A new study has found the continent of Argoland, which disappeared 155 million years ago when it separated from Australia(which is the 7th continent and is ranked 16th among countries worldwide). Normally, when continents split, we can see evidence in ancient fossils, rocks, and mountains. But, until recently, scientists couldn’t figure out where Argoland went.
Researchers at Utrecht University in the Netherlands believe they have now found this hidden landmass under the eastern islands of Southeast Asia. This discovery may also help us understand the Wallace line, which is an imaginary boundary separating the animals and plants of Southeast Asia and Australia.
“We had small pieces of information, like isolated islands, which is why our research took a long time. It took us seven years to gather and piece together the information,” explained Eldert Advokaat, a geologist at Utrecht University, in a press release.
Argoland Broke Into Strips of Land
Finding where Argoland went after it separated from what would later become Australia was like solving a detective puzzle. Scientists had discovered parts of “ribbon continents” scattered around Southeast Asia, but they couldn’t figure out how they fit together, according to Advokaat in Live Science.
“Nothing seemed to match,” he explained.
Then, they had a revelation: what if Argoland didn’t break into one big piece but instead shattered into multiple smaller fragments?
Advokaat, in a press release, mentioned that Southeast Asia’s situation was quite different from places like Africa and South America, where continents split neatly into two parts. He said, “Argoland broke into many different pieces, making it hard for us to understand its journey.”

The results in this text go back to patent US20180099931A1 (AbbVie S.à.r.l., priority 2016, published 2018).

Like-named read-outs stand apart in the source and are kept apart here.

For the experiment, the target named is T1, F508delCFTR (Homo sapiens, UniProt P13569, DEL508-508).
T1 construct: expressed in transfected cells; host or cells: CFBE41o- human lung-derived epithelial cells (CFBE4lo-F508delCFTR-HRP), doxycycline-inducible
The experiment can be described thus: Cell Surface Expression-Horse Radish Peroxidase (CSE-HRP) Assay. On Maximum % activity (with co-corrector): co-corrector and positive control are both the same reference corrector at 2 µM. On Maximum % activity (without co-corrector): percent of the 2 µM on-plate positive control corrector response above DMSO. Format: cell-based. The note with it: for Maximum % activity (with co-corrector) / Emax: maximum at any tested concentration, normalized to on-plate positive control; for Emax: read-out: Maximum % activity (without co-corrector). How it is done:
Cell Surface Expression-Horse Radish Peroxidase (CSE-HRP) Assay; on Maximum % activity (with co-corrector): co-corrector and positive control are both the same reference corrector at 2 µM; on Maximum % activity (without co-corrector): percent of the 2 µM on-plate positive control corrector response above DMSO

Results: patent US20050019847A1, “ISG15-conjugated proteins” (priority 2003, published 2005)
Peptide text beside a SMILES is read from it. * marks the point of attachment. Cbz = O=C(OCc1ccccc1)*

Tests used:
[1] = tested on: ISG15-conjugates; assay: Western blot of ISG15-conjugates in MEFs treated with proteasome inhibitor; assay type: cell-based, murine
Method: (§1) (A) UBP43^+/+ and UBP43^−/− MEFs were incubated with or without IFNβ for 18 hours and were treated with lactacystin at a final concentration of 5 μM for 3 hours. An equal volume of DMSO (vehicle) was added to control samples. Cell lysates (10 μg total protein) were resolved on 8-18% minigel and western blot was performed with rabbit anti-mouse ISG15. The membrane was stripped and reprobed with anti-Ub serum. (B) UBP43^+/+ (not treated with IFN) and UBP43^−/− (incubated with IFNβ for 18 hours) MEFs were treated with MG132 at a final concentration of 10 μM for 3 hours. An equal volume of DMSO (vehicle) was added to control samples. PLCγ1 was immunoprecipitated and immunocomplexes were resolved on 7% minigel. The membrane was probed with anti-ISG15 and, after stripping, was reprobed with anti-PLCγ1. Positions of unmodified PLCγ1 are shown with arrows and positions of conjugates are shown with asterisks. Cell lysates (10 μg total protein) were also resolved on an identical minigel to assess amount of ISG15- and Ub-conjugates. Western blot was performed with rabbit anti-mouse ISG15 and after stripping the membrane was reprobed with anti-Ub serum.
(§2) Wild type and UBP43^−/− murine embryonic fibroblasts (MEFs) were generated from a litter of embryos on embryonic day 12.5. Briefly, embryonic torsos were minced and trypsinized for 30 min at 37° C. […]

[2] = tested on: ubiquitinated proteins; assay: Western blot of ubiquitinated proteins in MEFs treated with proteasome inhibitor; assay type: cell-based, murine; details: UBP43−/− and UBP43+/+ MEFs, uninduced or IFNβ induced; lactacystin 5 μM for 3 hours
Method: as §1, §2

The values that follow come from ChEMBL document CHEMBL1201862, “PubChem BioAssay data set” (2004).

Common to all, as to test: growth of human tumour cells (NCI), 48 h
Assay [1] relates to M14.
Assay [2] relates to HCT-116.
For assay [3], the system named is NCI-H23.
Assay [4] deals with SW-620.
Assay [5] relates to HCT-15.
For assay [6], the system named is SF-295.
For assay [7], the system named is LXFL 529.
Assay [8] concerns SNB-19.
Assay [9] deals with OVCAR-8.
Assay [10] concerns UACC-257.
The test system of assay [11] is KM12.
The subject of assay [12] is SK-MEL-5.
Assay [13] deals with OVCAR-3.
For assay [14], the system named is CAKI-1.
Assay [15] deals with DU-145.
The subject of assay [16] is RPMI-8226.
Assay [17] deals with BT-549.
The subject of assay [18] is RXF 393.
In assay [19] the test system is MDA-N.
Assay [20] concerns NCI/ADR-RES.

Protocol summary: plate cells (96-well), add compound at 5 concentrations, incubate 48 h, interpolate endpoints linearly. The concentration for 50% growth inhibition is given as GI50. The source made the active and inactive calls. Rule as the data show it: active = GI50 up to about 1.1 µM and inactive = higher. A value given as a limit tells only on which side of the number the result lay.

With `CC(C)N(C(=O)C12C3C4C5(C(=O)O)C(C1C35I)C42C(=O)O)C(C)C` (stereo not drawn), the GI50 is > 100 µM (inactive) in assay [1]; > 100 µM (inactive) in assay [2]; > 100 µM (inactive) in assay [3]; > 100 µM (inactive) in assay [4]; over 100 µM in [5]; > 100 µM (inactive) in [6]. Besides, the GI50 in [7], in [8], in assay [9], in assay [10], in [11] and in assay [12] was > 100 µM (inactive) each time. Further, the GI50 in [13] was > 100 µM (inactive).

Based on this idea, they discovered that Argoland didn’t actually vanish. It had survived as a “very spread out and broken group” of land masses located under the islands to the east of Indonesia.
Their research allowed them to reconstruct Argoland’s journey over the past 155 million years. In the image, you can observe Argoland in green, moving beneath.
Since it’s not one continuous landmass but a collection of small continents separated by ocean, Eldert Advokaat and his fellow geologist Douwe van Hinsbergen from Utrecht University created a new term to describe Argoland more accurately: they called it an “Argopelago.”
The results of their research were published in the peer-reviewed journal Gondwana Research on October 19.
A Line That Separates Animals Like Kangaroos (Marsupials) and Tigers in Southeast Asia
This research not only explains the current state of our planet but could also provide valuable insights into the mysterious Wallace line. This invisible boundary stretches through the middle of Indonesia and separates various species of mammals, birds, and even early human populations on the islands of Southeast Asia, as explained by Advokaat in Live Science.
Scientists have been puzzled by this barrier because it distinctly divides the wildlife on these islands. West of the line, you find placental mammals like apes, tigers, and elephants, which are also present in Southeast Asia. However, to the east of the line, you encounter marsupials and cockatoos, which are typically associated with Australia.
This might be because Argoland, when it moved away from what would become Australia, took some of its unique wildlife with it before colliding with Southeast Asia.
“Those reconstructions are vital for our understanding of processes like the evolution of biodiversity and climate, or for finding raw materials,” van Hinsbergen said.
A recent study has rediscovered a lost continent called Argoland, which broke away from Australia 155 million years ago. This finding helps us understand a mysterious line, called the Wallace line, that separates different animals in Southeast Asia. Argoland was like a puzzle with many small pieces.